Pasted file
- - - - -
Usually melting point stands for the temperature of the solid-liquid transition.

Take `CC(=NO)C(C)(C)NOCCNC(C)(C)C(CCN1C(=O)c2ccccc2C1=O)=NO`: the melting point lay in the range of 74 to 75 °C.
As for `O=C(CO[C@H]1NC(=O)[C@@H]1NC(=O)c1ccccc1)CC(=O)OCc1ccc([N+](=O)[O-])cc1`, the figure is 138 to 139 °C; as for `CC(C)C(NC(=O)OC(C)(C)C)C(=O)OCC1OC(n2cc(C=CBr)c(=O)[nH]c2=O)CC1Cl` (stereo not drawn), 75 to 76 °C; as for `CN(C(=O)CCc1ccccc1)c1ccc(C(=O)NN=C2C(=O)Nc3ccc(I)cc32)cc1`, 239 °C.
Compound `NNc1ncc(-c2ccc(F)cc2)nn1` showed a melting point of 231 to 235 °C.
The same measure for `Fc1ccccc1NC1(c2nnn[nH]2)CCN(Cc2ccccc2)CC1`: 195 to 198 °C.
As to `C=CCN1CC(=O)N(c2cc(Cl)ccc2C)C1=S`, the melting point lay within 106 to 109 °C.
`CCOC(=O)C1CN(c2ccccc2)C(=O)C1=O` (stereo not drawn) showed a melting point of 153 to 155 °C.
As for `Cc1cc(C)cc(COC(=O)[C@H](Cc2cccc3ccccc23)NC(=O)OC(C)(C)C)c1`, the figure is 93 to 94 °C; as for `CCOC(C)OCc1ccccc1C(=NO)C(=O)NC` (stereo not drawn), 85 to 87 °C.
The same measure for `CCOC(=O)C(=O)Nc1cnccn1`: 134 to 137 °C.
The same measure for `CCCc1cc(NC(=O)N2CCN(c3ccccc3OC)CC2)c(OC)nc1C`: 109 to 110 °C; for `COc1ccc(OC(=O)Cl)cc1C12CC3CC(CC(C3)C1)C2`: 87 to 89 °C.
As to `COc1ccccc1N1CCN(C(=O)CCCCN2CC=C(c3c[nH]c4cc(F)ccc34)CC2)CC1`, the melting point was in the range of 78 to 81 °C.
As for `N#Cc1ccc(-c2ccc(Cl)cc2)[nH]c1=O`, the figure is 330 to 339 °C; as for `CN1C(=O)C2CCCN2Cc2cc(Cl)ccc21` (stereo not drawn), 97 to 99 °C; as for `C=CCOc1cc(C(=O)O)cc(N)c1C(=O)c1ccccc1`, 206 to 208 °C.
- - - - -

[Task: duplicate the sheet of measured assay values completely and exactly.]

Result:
Usually melting point stands for the temperature of the solid-liquid transition.

Take `CC(=NO)C(C)(C)NOCCNC(C)(C)C(CCN1C(=O)c2ccccc2C1=O)=NO`: the melting point lay in the range of 74 to 75 °C.
As for `O=C(CO[C@H]1NC(=O)[C@@H]1NC(=O)c1ccccc1)CC(=O)OCc1ccc([N+](=O)[O-])cc1`, the figure is 138 to 139 °C; as for `CC(C)C(NC(=O)OC(C)(C)C)C(=O)OCC1OC(n2cc(C=CBr)c(=O)[nH]c2=O)CC1Cl` (stereo not drawn), 75 to 76 °C; as for `CN(C(=O)CCc1ccccc1)c1ccc(C(=O)NN=C2C(=O)Nc3ccc(I)cc32)cc1`, 239 °C.
Compound `NNc1ncc(-c2ccc(F)cc2)nn1` showed a melting point of 231 to 235 °C.
The same measure for `Fc1ccccc1NC1(c2nnn[nH]2)CCN(Cc2ccccc2)CC1`: 195 to 198 °C.
As to `C=CCN1CC(=O)N(c2cc(Cl)ccc2C)C1=S`, the melting point lay within 106 to 109 °C.
`CCOC(=O)C1CN(c2ccccc2)C(=O)C1=O` (stereo not drawn) showed a melting point of 153 to 155 °C.
As for `Cc1cc(C)cc(COC(=O)[C@H](Cc2cccc3ccccc23)NC(=O)OC(C)(C)C)c1`, the figure is 93 to 94 °C; as for `CCOC(C)OCc1ccccc1C(=NO)C(=O)NC` (stereo not drawn), 85 to 87 °C.
The same measure for `CCOC(=O)C(=O)Nc1cnccn1`: 134 to 137 °C.
The same measure for `CCCc1cc(NC(=O)N2CCN(c3ccccc3OC)CC2)c(OC)nc1C`: 109 to 110 °C; for `COc1ccc(OC(=O)Cl)cc1C12CC3CC(CC(C3)C1)C2`: 87 to 89 °C.
As to `COc1ccccc1N1CCN(C(=O)CCCCN2CC=C(c3c[nH]c4cc(F)ccc34)CC2)CC1`, the melting point was in the range of 78 to 81 °C.
As for `N#Cc1ccc(-c2ccc(Cl)cc2)[nH]c1=O`, the figure is 330 to 339 °C; as for `CN1C(=O)C2CCCN2Cc2cc(Cl)ccc21` (stereo not drawn), 97 to 99 °C; as for `C=CCOc1cc(C(=O)O)cc(N)c1C(=O)c1ccccc1`, 206 to 208 °C.